The Rings of Akhaten. Clara tells the good doctor that if he has access to all of time and space, she wants to see something truly amazing. Taking her to the area of the universe where people believe it “all started” gives her a chance to see something she hasn’t encountered. This is where Clara’s bounding energy really pays off. The script here isn’t sensational, or really that unique – this plot seems to borrow heavily from past doctors – but Clara’s energy helps really sell this episode.
Cold War. Set in a 1983 Submarine, we bring back to life a traditional Dr. Who bad guy in the Ice Warrior, found and brought back, this time determined to exterminate those on Earth after his long slumber. There is a great cast here, but it never achieves the energy I thought it could have. This to me is a typical Moffat episode, where we spend the entire show painting ourselves into a corner and then last minute resolution.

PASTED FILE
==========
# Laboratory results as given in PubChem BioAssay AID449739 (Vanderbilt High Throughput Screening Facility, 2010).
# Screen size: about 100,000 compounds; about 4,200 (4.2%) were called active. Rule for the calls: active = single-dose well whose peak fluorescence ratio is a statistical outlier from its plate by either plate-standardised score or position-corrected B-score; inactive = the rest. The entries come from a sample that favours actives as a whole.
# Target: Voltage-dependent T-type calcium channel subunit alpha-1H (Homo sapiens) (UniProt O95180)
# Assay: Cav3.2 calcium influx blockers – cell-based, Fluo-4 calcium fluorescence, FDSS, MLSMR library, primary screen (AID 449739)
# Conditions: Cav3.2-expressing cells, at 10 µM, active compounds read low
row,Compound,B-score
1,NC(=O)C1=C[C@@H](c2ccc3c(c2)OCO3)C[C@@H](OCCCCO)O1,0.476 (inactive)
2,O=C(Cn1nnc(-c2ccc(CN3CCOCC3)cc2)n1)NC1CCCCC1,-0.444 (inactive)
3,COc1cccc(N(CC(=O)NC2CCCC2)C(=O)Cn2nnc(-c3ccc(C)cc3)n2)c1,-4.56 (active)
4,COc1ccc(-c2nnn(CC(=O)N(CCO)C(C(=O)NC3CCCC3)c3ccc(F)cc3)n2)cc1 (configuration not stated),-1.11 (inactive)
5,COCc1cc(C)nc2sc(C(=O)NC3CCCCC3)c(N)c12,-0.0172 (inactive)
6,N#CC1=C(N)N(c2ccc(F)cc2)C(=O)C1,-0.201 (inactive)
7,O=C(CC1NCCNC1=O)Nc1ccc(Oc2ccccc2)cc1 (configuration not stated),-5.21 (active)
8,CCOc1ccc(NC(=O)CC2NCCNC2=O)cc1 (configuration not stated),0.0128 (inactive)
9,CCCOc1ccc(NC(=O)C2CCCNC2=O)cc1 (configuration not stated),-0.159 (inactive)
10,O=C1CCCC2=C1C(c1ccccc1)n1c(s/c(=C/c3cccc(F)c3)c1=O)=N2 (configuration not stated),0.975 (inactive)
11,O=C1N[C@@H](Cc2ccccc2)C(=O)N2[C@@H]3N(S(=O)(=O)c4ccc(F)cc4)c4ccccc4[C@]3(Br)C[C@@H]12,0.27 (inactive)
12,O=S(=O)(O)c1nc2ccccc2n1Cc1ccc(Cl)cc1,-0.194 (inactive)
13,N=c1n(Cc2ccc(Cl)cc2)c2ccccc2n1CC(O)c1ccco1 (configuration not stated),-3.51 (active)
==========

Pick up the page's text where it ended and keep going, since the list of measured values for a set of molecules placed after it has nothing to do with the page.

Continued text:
Hide. Clara and the Doctor investigate a haunted house mystery that turns out to be a far more complex matter. This episode is a one-off, but a great one off. We take the horror genre and spin it around, giving the doctor a chance to blend in multiple time frames, pocket universes, and some great levity. This is one of my favorite episodes of Season 7.
Journey to the Center of The Tardis. This is hands down one of the dumbest episodes of Dr. Who, any season. The core concept makes no sense at all, and after a while you start to wonder what is going on. Smith seems to realize this as he smirks an incredible amount in this episode, seemingly cueing up that he knows the entire concept is rubbish, and probably Moffat at his worst. Don’t worry, this episode also is a stand alone of sorts, if you skip it you won’t miss much.
The Crimson Horror. Ok, I’ll say it: Jenny. Vastra. Strax. Considering how much I enjoy these characters, it’s good to have an episode where they are a big part of the picture. I really enjoyed the Crimson Horror, which minimizes the doctor and Clara but gives some meaty roles to Jenny and Vastra, and Strax. Strax to me is one of the things I enjoy most about Dr. Who, so if you’re a fan of the supporting cast, this is a pretty good episode for that.